While Omnipod ambassador Sean Busby has been profiling people in the diabetes community who inspire him through his “Sean’s Diabetes Heroes” series on Podder Talk, he is an inspiration in his own right. Podder Talk would like to congratulate Sean on becoming the first person with type 1 diabetes to backcountry snowboard on every continent in the world. Check out this post from professional ski patroller Kim Kircher about the inspiration and motivation Sean provides her.
What do you do when you're on the cusp of becoming an Olympic athlete and you get diagnosed with type 1 diabetes? If you're Sean Busby, you turn those lemons into lemonade.
When Sean was diagnosed with diabetes, he had considered quitting snowboarding. But instead he gathered inspiration from the stories of young people with diabetes he found through JDRF's Children's Congress. He figured if they didn’t quit, neither would he. Sean went on to start Riding On Insulin—a non-profit organization—to honor all the kids with diabetes who inspired him to keep living. Most recently, Sean returned from a trip to the High Atlas Mountains in Morocco, completing his goal of snowboarding on every continent. He truly is an inspiration.
The type 1 diabetes world is rife with stories of the newly diagnosed finding inspiration in the lives of veteran diabetics. But what about veteran diabetics like myself? When I need inspiration, I talk to Sean Busby.
Finding my Diabetes Inspiration in Sean Busby
The day-in day-out nature of diabetes sometimes wears me down. I'll be going along, minding my blood glucose levels, marveling at my brilliant A1Cs, then BAM. My motivation begins to wilt like a late summer sunflower. In these moments, I want to hit the "pause" button, to pretend for a moment that I don't have type 1 diabetes. Instead of testing, I consider simply not eating anything and seeing what happens. I'll be headed out the door to go for a jog and think maybe I don't need to check my blood glucose levels or adjust my insulin pump settings before I go. Then I shake my head to wake my diabetic self and wonder, “What would Sean Busby do?”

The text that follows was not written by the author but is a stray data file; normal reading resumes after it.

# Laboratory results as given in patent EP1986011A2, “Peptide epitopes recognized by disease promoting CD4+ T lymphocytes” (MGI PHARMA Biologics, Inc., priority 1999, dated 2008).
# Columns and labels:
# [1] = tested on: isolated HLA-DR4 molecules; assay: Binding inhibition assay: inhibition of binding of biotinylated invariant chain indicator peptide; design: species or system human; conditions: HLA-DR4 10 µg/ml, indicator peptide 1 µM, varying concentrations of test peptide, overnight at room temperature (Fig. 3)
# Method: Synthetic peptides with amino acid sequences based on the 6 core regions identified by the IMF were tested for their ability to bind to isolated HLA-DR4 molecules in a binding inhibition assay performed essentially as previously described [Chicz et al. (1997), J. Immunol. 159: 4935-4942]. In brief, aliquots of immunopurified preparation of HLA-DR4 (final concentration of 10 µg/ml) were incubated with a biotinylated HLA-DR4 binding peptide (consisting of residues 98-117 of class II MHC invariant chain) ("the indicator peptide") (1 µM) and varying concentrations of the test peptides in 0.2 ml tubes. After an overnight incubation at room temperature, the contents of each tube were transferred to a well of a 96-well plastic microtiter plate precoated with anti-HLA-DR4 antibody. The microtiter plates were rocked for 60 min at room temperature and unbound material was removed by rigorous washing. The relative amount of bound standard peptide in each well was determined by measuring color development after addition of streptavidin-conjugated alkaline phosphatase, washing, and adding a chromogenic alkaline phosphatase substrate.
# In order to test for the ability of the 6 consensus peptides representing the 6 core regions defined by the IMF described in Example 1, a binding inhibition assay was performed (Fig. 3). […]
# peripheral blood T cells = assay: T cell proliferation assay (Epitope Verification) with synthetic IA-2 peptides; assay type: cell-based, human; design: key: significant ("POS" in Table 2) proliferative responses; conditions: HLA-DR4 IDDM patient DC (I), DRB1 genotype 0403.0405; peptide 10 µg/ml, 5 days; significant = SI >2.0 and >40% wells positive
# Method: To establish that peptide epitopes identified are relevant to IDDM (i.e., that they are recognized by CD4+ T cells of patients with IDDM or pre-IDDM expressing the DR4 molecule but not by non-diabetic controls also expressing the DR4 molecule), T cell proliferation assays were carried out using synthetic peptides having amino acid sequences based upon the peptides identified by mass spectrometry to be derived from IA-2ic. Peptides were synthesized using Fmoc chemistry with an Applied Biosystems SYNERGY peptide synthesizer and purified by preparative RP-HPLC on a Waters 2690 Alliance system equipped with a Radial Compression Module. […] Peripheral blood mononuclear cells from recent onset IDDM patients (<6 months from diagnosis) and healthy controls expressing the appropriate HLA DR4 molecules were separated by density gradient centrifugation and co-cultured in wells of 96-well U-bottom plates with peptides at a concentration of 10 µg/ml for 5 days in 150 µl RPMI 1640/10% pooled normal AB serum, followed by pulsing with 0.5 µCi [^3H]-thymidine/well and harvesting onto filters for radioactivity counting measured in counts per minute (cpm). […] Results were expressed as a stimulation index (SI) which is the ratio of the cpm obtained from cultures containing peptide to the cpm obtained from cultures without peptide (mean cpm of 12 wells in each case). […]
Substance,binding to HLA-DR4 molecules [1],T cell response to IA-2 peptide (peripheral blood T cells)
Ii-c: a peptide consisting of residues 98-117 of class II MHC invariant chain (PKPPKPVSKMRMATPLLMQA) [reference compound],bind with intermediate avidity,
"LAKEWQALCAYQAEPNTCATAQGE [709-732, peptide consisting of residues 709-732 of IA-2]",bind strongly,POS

|Kim ski touring the Alps.|
I work as a professional ski patroller, providing emergency care to others and reducing hazards like avalanches with explosives. Obviously, this kind of laissez-faire attitude doesn't fit with my work responsibilities nor does it jive with my desire to manage diabetes perfectly.
When I first interviewed Sean Busby on my extreme sports radio show, I knew I'd found someone who "got it." Even though I know I must control, reduce and carefully manage all things blood glucose, I still long for freedom. We all do. The question is how.
Then I think of Sean and realize that it's not diabetes that sometimes gets in the way. It's the way I think about the disease. Sean transfers the meticulousness required from diabetes to his approach in the mountains. A careful diabetic makes a good mountaineer.
If Sean were about to embark on an expedition deep in the mountains, how often would he test his blood glucose? How careful would he be about his insulin and his Pod site? How vigilant would Sean be?
Well, I know the answer to those questions. He would be very vigilant. He would test, test and then test again. It is this care that has allowed him to snowboard on remote mountains all over the world, including Antarctica. It is this attentiveness that allows Sean to make a career out of his beloved sport with diabetes. When my willpower begins to flag, it is an example like Sean that keeps me focused on my diabetes management goals.